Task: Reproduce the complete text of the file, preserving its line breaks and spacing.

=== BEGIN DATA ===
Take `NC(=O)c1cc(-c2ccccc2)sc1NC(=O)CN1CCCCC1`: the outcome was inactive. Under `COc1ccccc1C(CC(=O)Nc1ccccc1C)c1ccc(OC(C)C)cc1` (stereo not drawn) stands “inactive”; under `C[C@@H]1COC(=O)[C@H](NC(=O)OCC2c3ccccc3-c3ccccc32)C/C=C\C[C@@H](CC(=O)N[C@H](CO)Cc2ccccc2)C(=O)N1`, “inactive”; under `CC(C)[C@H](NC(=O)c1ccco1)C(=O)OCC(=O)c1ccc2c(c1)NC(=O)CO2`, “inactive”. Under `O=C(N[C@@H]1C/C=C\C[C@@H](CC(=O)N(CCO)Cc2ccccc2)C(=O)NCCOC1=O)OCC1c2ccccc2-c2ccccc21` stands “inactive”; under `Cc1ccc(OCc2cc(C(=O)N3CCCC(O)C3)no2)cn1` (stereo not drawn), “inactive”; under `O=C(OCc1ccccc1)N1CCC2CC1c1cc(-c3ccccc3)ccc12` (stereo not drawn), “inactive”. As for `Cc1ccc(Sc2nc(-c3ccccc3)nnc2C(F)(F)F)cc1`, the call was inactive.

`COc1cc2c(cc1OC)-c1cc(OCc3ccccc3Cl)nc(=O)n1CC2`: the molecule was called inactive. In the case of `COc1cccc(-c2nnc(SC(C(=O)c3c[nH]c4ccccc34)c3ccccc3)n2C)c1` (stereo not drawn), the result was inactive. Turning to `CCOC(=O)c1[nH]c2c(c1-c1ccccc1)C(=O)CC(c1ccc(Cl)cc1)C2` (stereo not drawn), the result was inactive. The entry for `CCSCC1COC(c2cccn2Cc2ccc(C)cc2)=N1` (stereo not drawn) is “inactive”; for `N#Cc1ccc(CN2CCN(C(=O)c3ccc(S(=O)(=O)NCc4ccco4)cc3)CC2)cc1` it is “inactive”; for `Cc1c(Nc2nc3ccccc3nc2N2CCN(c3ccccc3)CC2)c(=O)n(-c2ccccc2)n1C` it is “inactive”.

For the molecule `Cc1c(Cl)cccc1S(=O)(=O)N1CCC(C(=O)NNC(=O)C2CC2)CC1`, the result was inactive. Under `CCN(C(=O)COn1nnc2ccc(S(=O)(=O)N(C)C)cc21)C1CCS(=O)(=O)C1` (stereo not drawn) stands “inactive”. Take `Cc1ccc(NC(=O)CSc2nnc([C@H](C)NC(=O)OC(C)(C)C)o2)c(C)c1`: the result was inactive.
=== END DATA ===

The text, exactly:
Take `NC(=O)c1cc(-c2ccccc2)sc1NC(=O)CN1CCCCC1`: the outcome was inactive. Under `COc1ccccc1C(CC(=O)Nc1ccccc1C)c1ccc(OC(C)C)cc1` (stereo not drawn) stands “inactive”; under `C[C@@H]1COC(=O)[C@H](NC(=O)OCC2c3ccccc3-c3ccccc32)C/C=C\C[C@@H](CC(=O)N[C@H](CO)Cc2ccccc2)C(=O)N1`, “inactive”; under `CC(C)[C@H](NC(=O)c1ccco1)C(=O)OCC(=O)c1ccc2c(c1)NC(=O)CO2`, “inactive”. Under `O=C(N[C@@H]1C/C=C\C[C@@H](CC(=O)N(CCO)Cc2ccccc2)C(=O)NCCOC1=O)OCC1c2ccccc2-c2ccccc21` stands “inactive”; under `Cc1ccc(OCc2cc(C(=O)N3CCCC(O)C3)no2)cn1` (stereo not drawn), “inactive”; under `O=C(OCc1ccccc1)N1CCC2CC1c1cc(-c3ccccc3)ccc12` (stereo not drawn), “inactive”. As for `Cc1ccc(Sc2nc(-c3ccccc3)nnc2C(F)(F)F)cc1`, the call was inactive.

`COc1cc2c(cc1OC)-c1cc(OCc3ccccc3Cl)nc(=O)n1CC2`: the molecule was called inactive. In the case of `COc1cccc(-c2nnc(SC(C(=O)c3c[nH]c4ccccc34)c3ccccc3)n2C)c1` (stereo not drawn), the result was inactive. Turning to `CCOC(=O)c1[nH]c2c(c1-c1ccccc1)C(=O)CC(c1ccc(Cl)cc1)C2` (stereo not drawn), the result was inactive. The entry for `CCSCC1COC(c2cccn2Cc2ccc(C)cc2)=N1` (stereo not drawn) is “inactive”; for `N#Cc1ccc(CN2CCN(C(=O)c3ccc(S(=O)(=O)NCc4ccco4)cc3)CC2)cc1` it is “inactive”; for `Cc1c(Nc2nc3ccccc3nc2N2CCN(c3ccccc3)CC2)c(=O)n(-c2ccccc2)n1C` it is “inactive”.

For the molecule `Cc1c(Cl)cccc1S(=O)(=O)N1CCC(C(=O)NNC(=O)C2CC2)CC1`, the result was inactive. Under `CCN(C(=O)COn1nnc2ccc(S(=O)(=O)N(C)C)cc21)C1CCS(=O)(=O)C1` (stereo not drawn) stands “inactive”. Take `Cc1ccc(NC(=O)CSc2nnc([C@H](C)NC(=O)OC(C)(C)C)o2)c(C)c1`: the result was inactive.